Is there a future for electric-industry IRP?

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Historically, regulators imposed resource-planning rules on electric utilities because of the utility`s obligation to serve. Given that obligation, regulators wanted utilities to plan for and procure a portfolio of resources that provided customers with low-cost electricity, stable prices, and a clean environment. What, if any, portfolio-management responsibilities will the future utility have? To answer that question, one must first define a ``utility`` in the future industry. If utilities are distribution entities with an obligation only to connect customers to the grid, then integrated resource planning (IRP) as it has been practiced during the past decade is over. If distribution entities ... continued below

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16 p.

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Hirst, E. May 1, 1996.

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Historically, regulators imposed resource-planning rules on electric utilities because of the utility`s obligation to serve. Given that obligation, regulators wanted utilities to plan for and procure a portfolio of resources that provided customers with low-cost electricity, stable prices, and a clean environment. What, if any, portfolio-management responsibilities will the future utility have? To answer that question, one must first define a ``utility`` in the future industry. If utilities are distribution entities with an obligation only to connect customers to the grid, then integrated resource planning (IRP) as it has been practiced during the past decade is over. If distribution entities retain an obligation to serve ``core`` customers, then IRP will continue in some form. This paper reviews recent IRPs to see how utilities and their regulators are responding to current and likely changes in the electricity industry. The paper then discusses how IRP might change in the future. These changes include the use of shorter time horizons for planning, a focus on contracts rather than utility built power plants, an emphasis on transmission and distribution planning, treatment of electricity pricing (with time and location dependence) as a resource, and substantial changes in how demand-side management (DSM) is treated. In summary, resource planning will continue. But integrated resource planning will either disappear or will play a much smaller role in utility and regulatory affairs and be conducted quite differently than in the past.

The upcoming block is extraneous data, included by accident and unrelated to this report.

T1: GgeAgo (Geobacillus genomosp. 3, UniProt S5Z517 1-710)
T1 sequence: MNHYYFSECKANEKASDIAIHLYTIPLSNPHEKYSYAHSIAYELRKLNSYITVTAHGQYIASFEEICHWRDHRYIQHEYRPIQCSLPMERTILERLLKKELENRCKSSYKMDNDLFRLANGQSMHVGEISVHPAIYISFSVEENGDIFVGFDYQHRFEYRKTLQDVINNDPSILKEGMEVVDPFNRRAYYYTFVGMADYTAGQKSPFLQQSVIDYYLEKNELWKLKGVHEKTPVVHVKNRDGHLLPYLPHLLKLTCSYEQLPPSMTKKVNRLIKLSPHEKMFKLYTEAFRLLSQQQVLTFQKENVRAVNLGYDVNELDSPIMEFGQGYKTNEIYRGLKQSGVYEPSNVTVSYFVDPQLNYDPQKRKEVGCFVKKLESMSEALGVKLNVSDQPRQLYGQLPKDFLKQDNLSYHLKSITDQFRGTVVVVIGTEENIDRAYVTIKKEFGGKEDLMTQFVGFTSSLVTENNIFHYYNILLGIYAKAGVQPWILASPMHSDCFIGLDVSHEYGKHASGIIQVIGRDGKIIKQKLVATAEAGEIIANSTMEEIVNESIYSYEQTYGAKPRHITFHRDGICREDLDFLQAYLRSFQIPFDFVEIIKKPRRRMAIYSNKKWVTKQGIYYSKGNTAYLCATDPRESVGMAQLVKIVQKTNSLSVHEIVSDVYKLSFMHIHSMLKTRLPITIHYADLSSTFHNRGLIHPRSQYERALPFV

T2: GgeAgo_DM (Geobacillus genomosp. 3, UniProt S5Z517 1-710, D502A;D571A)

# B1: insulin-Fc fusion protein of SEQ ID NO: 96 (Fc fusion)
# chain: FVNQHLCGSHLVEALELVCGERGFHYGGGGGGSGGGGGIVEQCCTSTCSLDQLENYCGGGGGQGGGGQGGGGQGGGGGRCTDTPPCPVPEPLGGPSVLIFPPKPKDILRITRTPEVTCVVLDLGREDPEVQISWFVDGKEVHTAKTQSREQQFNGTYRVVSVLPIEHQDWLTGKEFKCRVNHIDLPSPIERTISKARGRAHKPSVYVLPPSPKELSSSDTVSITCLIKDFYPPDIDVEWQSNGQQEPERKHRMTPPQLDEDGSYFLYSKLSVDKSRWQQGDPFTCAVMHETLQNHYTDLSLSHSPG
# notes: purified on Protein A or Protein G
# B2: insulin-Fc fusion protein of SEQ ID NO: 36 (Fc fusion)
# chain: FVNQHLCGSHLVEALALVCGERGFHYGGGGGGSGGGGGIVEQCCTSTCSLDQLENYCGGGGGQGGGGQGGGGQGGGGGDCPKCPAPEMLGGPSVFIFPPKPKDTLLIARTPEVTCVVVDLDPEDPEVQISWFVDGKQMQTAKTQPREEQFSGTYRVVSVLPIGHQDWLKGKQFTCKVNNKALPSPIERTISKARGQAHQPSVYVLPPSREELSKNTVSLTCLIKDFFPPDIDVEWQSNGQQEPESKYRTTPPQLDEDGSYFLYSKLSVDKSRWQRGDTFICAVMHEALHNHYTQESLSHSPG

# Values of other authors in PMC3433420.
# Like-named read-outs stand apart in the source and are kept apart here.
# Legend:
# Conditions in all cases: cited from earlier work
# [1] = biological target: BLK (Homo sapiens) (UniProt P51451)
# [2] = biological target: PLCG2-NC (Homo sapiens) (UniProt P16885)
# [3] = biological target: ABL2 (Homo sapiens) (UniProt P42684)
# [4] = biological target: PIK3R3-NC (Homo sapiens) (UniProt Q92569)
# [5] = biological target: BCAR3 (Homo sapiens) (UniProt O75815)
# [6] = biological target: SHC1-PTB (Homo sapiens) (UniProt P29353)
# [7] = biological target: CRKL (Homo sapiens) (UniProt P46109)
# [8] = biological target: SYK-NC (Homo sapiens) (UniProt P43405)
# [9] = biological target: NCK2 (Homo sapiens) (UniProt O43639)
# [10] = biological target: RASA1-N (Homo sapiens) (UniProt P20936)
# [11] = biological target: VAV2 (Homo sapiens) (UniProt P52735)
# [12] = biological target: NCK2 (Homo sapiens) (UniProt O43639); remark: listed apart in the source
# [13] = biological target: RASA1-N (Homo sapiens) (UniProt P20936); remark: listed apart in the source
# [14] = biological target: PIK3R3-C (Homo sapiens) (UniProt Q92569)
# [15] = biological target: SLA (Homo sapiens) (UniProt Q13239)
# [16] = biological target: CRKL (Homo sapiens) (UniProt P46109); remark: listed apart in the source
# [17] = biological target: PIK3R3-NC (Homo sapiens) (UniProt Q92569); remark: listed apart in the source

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16 p.

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OSTI as DE96010571

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  • 1996 ACEEE summer study on energy efficiency in buildings, Washington, DC (United States), 25-31 Aug 1996

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  • Other: DE96010571
  • Report No.: CONF-960874--1
  • Grant Number: AC05-96OR22464
  • Office of Scientific & Technical Information Report Number: 257398
  • Archival Resource Key: ark:/67531/metadc671977

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  • May 1, 1996

Added to The UNT Digital Library

  • June 29, 2015, 9:42 p.m.

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  • Jan. 22, 2016, 11:45 a.m.

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Hirst, E. Is there a future for electric-industry IRP?, article, May 1, 1996; Tennessee. (digital.library.unt.edu/ark:/67531/metadc671977/: accessed August 21, 2017), University of North Texas Libraries, Digital Library, digital.library.unt.edu; crediting UNT Libraries Government Documents Department.